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Monday, October 24, 2011

New Project: "The War of the Rebellion: A Compilation of the Final Official Reports Filed by Union Civil War Generals"

I am pleased to announce that Savas Beatie is kicking off 2012 with an exciting digital editing project.

We have tentatively titled this multi-volume series The War of the Rebellion: A Compilation of the Final Official Reports Filed by Union Civil War Generals. It will be edited by Bruce Allardice and Theodore P. Savas. (Bruce is an adjunct professor at South Suburban College and Moraine Valley Community College in Illinois, and the author of Confederate Colonels, and More Generals in Gray, and co-author of Texas burial Sites of Civil War Notables.)


Many years ago, Russel Beatie (he of Savas Beatie) discovered some 430 Civil War battle and campaign reports produced by 317 Union Army generals. Not only are they almost never used, but few Civil War historians seem to be aware of them.

The generals' reports of service represent an attempt by the AGO in 1864 to obtain more complete records regarding the service of everyone who held the rank of general. Think of it as a who-what-why-when-where, sort of request. Seeking both comprehensiveness and uniformity, the AGO requested each general include certain information, and as a result most of the reports consist of chronologically arranged narratives of activities associated with battles, campaigns, and other activities (including personal views on things from slavery to policy, strategy, blame for X, etc.). The lengths of these reports range from one paragraph (a stiff middle finger in the air saying "I am not doing this!") from Brig. Gen. Francis Vinton to Brig. Gen. Henry W. Benham's hundreds of pages in reply. Most reports are 30 pages or less. Some contain newspaper clippings, great maps, and even pamphlets.

Alphabetically speaking, the generals begin with John J. Abercrombie and end with Horatio G. Wright, with 315 more in between.


Savas Beatie will be producing these reports in high quality digital format suitable for all eReaders. Each report will include a one- or two-page biography of each general, with specific insight into the report he filed, a photograph, cross references with the Official Records, and suggested further reading. The reports themselves are in the general's own handwriting, digitally adjusted for the best reading experience. This way there is no issue about who wrote what and whether the translation is correct. (I have seen many of the original reports that ended up in the ORs. The transcription errors are legion and sometimes significant.)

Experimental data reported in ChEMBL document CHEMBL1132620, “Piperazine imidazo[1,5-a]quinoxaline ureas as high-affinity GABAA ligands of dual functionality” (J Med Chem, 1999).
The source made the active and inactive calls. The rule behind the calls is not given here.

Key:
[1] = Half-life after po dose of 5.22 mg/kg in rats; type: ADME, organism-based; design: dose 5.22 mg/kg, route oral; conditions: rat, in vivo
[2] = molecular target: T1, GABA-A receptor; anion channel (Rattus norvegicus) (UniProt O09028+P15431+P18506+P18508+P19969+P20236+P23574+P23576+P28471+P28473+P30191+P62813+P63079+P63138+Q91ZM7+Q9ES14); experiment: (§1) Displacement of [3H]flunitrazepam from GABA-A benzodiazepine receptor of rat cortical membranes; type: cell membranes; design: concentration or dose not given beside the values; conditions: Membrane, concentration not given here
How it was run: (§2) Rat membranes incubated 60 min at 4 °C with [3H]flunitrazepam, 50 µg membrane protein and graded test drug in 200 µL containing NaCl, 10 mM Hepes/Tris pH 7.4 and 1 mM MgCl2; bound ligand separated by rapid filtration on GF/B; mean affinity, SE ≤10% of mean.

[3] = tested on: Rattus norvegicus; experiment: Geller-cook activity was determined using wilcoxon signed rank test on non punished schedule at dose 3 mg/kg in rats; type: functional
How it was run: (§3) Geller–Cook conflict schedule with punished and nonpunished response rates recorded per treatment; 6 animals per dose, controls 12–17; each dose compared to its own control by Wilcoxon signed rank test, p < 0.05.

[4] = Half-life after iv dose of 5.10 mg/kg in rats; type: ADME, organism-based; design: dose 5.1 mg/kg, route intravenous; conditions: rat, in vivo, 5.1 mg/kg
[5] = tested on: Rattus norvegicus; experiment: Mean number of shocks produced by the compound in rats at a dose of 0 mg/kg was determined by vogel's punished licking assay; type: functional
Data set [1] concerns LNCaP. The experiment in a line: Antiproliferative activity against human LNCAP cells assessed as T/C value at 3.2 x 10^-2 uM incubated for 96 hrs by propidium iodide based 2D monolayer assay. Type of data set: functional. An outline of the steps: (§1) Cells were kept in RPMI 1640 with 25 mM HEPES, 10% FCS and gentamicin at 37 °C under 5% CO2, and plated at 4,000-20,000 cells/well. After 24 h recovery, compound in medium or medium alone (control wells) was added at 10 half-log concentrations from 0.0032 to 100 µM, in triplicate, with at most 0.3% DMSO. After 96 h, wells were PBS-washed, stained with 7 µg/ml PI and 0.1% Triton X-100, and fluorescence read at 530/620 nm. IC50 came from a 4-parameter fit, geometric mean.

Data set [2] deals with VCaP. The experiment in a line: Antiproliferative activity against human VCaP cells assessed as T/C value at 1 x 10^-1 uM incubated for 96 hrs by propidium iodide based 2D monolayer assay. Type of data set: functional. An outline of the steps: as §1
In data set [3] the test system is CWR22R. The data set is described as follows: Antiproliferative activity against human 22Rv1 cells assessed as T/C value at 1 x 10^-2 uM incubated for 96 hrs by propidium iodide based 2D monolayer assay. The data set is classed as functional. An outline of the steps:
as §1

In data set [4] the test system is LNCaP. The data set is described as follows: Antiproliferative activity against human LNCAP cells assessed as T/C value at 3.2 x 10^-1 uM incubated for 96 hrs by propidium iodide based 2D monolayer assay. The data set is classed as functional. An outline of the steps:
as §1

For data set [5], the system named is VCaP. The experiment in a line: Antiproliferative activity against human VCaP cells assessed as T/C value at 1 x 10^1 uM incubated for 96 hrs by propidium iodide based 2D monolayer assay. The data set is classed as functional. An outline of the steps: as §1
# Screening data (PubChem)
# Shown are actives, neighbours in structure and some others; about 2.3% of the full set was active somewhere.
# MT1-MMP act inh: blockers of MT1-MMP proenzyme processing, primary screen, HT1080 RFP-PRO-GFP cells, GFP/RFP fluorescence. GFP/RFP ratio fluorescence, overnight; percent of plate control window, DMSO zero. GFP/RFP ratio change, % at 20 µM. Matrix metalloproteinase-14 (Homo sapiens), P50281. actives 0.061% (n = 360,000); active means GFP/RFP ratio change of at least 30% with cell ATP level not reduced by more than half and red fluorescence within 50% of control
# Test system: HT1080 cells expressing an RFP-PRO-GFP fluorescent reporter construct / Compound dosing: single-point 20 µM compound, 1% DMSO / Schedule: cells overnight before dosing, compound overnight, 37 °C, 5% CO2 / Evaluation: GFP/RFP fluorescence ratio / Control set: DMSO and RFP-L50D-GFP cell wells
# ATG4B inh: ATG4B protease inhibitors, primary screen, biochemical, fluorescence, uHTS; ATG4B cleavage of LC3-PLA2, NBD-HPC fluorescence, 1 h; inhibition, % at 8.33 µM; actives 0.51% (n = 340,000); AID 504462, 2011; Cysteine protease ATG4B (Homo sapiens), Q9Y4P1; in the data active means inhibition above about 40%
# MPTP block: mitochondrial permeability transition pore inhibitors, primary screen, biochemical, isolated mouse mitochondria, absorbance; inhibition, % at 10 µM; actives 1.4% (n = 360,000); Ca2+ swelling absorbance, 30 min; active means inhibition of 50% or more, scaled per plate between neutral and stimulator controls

We will be issuing these reports alphabetically in separate volumes. Because of size and formatting restrictions, the number of reports contained in each volume will vary accordingly.

Hopefully you subscribe to our free monthly e-letter called Libri Novus. [No? CLICK HERE to jump to our home page, where you just type your email into the Libri Novus box and we can include you!] If you already get our newsletter, stay tuned because next month's edition will include a sneak peek at Brig. Gen. John J. Abercrombie's biography, and partial report, an update on the project, and much more. I will also be posting here on this blog, and our website will have a dedicated page with clickable links to purchase very soon.

Thank you for your continued support.

-- tps


Anonymous said...

I can't wait to see these. I for one have never heard of this, and I soak up footnotes and bibliographies and have a very large (a couple thousand volumes) library. If I saw an entry or two, it didn't begin to imply there were literally hundreds of reports just waiting to be read and used.

I wonder why Broadfoot's Supplement did not include these???

Will the reports be made available for individual sales, sort of like Amazon shorts?

Stephen R

Anonymous said...

A great start, Teddy. And as you journey deeper into the digital universe, every new project must take on an added dimension, simply to stay one step ahead of your competitors.

"He who demands the future, COMMANDS the future!"

J David Petruzzi said...

I found (or I should say, my researcher found) these reports about 10 years ago, and I have copies of those done by most cavalry generals in the East - have used them heavily in my books and articles. They're wonderful resources. In many cases, they're obviously pretty self-serving and often quite amusing to read, but they are fabulous resources for a variety of applications.